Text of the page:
Easy Swing Trading For Beginners - Entering the Right Orders Transcript 1.
Good day fellow traders, this is Roger Scott from Market Geeks and today Iâ€™m going to discuss different types of orders. Before I get started I want to remind you to subscribe to our channel for swing trading videos and trading tips.
Many traders begin trading without having a proper grasp of the different order types and often get confused or worse yet, end up entering the market in the wrong direction or entering the market and not even realizing that they have a position and finding out much later when they get a call from their broker or log into their account and find out they have a position they thought they never placed or canceled.
You may think this doesn't happen often but I can tell you from personal experience that it happens much more often than you can ever imagine, not just to beginners but to professional traders who have been entering orders for years. I remember once I entered a very large order in the Japanese yen market and found out two days later that my position was opposite of what I originally intended.
The first and most basic order type is the market order. The market order communicates your desire to enter the market at the current market price. The market order does not have any restrictions on time or price and therefore provides very few limitations to getting filled. The market order is the most commonly used order and has many advantages as well as disadvantages.
The only time a market order won't get filled is if you place the order too late in the day and markets close before your order gets filled or the market is limit up and not accepting orders at the current time. This doesn't happen very frequently so most often the market order will be filled.
Market orders work well with liquid markets during low volatility periods. If markets are liquidity or volatility rises too much, the market may move substantially before the order gets executed and the fill price may be substantially different than the market price when the order was first placed. Avoid using market orders during the opening and closing time of day; this is the most volatile period of the trading day when markets exhibit the most movement, so please try to avoid entering market orders during this period of time.
The next type of order I want to focus on is the Limit Orders, these orders are part of every traderâ€™s toolbox. This is the second most commonly used order type. A limit order communicates your desire to purchase at a price that's below the market price or to sell above the current market price.
A good way to remember a limit order is to think of getting a bargain, that's the purpose of a limit order to get filled at a price that's better than the current market price.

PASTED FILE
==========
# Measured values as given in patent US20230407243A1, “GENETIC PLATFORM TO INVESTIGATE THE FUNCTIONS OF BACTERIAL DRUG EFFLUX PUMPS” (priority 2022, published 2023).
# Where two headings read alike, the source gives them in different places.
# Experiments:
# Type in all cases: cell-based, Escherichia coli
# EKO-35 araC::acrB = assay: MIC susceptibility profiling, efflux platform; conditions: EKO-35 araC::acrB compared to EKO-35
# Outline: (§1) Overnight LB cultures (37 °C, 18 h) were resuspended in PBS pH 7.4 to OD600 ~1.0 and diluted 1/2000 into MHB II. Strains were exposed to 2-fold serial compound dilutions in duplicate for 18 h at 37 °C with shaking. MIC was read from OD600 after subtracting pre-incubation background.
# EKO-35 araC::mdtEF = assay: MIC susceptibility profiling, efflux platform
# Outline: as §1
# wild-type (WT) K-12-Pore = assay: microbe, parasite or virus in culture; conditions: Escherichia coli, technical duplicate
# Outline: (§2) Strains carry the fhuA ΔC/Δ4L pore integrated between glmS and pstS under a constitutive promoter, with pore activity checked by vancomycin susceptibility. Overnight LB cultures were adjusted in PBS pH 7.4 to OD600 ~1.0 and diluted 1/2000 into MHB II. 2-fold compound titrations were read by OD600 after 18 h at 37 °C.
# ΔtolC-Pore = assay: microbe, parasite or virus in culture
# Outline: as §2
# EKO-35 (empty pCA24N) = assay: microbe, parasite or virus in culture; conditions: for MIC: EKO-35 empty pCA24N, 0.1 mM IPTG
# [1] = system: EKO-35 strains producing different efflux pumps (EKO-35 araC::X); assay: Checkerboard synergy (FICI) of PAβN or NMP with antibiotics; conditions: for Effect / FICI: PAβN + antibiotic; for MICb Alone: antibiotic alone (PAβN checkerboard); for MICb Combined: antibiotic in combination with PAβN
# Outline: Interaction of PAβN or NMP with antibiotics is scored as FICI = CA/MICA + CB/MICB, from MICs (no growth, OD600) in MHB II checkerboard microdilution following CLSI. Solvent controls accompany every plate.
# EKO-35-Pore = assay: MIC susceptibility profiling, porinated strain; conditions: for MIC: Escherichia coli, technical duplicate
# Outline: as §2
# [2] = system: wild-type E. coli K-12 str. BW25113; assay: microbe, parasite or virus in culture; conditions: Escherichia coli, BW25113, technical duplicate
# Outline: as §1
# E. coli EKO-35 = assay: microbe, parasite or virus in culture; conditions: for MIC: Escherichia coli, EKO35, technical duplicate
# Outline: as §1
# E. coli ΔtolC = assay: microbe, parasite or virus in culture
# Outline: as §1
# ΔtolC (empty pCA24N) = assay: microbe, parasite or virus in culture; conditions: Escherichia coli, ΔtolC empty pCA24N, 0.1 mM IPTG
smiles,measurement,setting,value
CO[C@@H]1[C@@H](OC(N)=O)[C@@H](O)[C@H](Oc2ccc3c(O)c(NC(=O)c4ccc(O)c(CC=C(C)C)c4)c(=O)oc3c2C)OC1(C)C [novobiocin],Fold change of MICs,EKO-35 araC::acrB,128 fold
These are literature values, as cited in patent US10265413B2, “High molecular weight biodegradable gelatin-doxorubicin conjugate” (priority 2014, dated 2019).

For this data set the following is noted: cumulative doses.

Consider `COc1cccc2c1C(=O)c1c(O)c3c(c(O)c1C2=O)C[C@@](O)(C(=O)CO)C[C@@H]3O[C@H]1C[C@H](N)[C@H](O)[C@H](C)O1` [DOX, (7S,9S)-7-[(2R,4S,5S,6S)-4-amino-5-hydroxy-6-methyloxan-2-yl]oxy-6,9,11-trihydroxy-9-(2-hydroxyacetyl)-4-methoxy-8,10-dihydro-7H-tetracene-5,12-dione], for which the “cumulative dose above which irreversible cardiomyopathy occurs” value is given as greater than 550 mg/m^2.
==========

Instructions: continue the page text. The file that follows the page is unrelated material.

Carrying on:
10. The major advantage to limit orders is actually getting the desired price fill at your price; the major disadvantage to limit orders is if the market doesn't trade at your price, you will miss out on the trade. Market orders are guaranteed to be executed, under normal open market conditions, while limit orders may sit all day and expire if the market doesn't trade at your desired price. You have to be very careful when using limit orders and weight the upside of getting filled at your price compared to the downside of not getting executed. 11. When placing limit orders you have to decide the importance if getting filled. If the market is inactive and isn't going anywhere, limit orders may be the ideal order. However, if you are looking to exit a losing position that's going against you or youâ€™re interested in entering a position before the market takes off a limit order may not be the best solution under those circumstances. 12. The last type of order that traders tend to use frequently is a stop order. A stop order is an order to buy at a predetermined price that's above the current market price and sell at a predetermined price that's lower than the current market price. 13. This type of order is often used to protect an existing position against an adverse move in the opposite direction. Stop orders are often utilized to protect existing long positions from sharp down moves and conversely, protect existing short positions from strong upward
14. Another frequent use of stop orders is for the purpose of market entry as opposed to protection as in the previous example. You enter long position above current market price and enter short position below the current market price, this is very common for many swing trading methods when the goal is to get into the market going long if the market moves in the desired direction first and similarly enter a short order if the market first moves downwards 15. The downside to using this method is there is no guarantee that your fill will be at your stop price. Once the market trades at your stop price the order becomes a market order. If the market is moving quickly, your order may be filled at a price above your long entry order or substantially below your stop order if your order is a sell stop order. Therefore you must be very careful when placing stop orders and you must be aware that your fill price may be substantially different than your order price 16. These are three orders are the most popular type of order for short term trading methods. There are other order types but these three tend to be used most often when it comes to swing trading 17. Thatâ€™s it for today, thanks for watching and visit marketgeeks.com to receive your free swing trading strategy report, doesnâ€™t forget to subscribe to our channel for swing trading videos and trading tips. This is Roger Scott wishing you the best in your trading. http://www.marketgeeks.com/easy-swing-trading-for-beginners/